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African-American Teens' Perceptions Of Racial Discrimination

Date:
April 29, 2009
Source:
Society for Research in Child Development
Summary:
A three-year study of 14-18 year old African American teens finds that many African American teens consider themselves the victims of racial discrimination. These perceptions are linked to how the teens feel about being African American, particularly their views of how the broader society sees African Americans. These findings have implications for parents and teachers and also suggest the need to bolster African-American youths' feelings about their racial group membership.

A three-year study of African American youths' perceptions of racial discrimination has found that many Black teens consider themselves victims of racial discrimination, and these perceptions are linked to how they feel about being Black, particularly their views of how the broader society sees African Americans.

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The study, by researchers at the University of North Carolina at Chapel Hill, Fordham University, and the University of Michigan, can be found in the March/April 2009 issue of the journal Child Development.

In an attempt to further our understanding of racial identity among African Americans, the researchers studied more than 200 Black teens ages 14 to 18 who lived and went to school in racially heterogeneous parts of the midwestern United States. Based on the adolescents' responses to questions about racial group membership, the researchers found that age played a factor in the young people's perceptions: Older teens who had experienced more racial bias felt less positive about being Black. Teens who felt more racial discrimination were more likely to say that society viewed African Americans negatively.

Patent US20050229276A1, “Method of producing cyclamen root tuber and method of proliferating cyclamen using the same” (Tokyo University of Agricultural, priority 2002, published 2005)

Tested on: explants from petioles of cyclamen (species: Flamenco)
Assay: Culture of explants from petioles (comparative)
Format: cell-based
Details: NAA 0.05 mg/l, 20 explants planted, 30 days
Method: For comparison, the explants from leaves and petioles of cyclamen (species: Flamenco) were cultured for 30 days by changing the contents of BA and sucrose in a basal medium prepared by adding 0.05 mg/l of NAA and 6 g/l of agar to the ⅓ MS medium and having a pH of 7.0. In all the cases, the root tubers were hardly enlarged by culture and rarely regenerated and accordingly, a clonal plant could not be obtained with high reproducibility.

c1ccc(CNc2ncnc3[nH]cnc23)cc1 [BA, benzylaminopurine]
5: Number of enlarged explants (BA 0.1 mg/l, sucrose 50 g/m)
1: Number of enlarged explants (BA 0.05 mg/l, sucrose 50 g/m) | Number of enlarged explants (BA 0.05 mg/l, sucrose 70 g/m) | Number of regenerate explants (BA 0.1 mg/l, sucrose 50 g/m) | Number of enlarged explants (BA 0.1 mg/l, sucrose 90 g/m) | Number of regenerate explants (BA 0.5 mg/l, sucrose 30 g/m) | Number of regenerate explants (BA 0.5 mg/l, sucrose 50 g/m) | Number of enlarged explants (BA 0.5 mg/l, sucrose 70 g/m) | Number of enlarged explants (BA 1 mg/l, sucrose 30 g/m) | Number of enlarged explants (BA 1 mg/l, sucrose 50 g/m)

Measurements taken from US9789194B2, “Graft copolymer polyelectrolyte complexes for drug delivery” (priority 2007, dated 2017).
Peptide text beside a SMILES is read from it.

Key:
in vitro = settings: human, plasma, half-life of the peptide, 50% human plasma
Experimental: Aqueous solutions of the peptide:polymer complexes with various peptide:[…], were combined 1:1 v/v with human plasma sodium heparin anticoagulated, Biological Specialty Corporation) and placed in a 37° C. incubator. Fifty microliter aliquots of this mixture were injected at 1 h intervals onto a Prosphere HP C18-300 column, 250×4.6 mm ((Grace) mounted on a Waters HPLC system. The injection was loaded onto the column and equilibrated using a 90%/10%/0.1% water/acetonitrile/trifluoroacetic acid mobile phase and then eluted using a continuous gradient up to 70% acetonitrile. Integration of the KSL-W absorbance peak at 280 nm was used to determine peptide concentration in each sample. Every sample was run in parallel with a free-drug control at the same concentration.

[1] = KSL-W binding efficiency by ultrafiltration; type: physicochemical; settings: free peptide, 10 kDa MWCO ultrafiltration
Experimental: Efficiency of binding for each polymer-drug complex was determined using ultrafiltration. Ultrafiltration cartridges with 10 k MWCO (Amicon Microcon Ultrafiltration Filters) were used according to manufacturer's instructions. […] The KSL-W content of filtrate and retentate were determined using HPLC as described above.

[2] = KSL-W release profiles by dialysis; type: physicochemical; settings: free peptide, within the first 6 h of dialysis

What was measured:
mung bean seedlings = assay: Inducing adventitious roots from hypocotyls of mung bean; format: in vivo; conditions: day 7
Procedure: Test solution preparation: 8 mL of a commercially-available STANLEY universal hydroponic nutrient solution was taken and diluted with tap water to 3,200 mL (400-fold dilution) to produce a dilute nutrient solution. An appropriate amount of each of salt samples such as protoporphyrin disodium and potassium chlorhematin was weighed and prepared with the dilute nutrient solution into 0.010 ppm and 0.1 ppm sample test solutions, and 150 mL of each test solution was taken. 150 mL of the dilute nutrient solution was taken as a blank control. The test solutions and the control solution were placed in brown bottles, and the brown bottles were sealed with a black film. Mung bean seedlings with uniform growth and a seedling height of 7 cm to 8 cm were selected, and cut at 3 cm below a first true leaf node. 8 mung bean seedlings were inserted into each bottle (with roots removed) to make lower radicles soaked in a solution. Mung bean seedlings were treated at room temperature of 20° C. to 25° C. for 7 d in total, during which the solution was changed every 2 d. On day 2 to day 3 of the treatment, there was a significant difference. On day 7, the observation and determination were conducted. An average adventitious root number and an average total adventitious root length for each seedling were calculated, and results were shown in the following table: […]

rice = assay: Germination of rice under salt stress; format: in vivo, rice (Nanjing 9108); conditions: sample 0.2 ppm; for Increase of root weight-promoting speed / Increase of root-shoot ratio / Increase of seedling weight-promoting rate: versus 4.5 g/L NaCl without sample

"These findings have implications for parents, teachers, and adults who have regular contact with African American youth," says Eleanor K. Seaton, assistant professor in psychology at the University of North Carolina at Chapel Hill, who led the study. "They suggest the need to bolster African American youth's feelings about their racial group membership, especially feelings related to feeling positively about being African American."

The study was funded by the National Institute of Mental Health and the National Center on Minority Health and Health Disparities (both of the National Institutes of Health), and by the National Science Foundation.


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The above story is based on materials provided by Society for Research in Child Development. Note: Materials may be edited for content and length.


Cite This Page:

Society for Research in Child Development. "African-American Teens' Perceptions Of Racial Discrimination." ScienceDaily. ScienceDaily, 29 April 2009. <www.sciencedaily.com/releases/2009/04/090429091634.htm>.
Society for Research in Child Development. (2009, April 29). African-American Teens' Perceptions Of Racial Discrimination. ScienceDaily. Retrieved March 28, 2015 from www.sciencedaily.com/releases/2009/04/090429091634.htm
Society for Research in Child Development. "African-American Teens' Perceptions Of Racial Discrimination." ScienceDaily. www.sciencedaily.com/releases/2009/04/090429091634.htm (accessed March 28, 2015).

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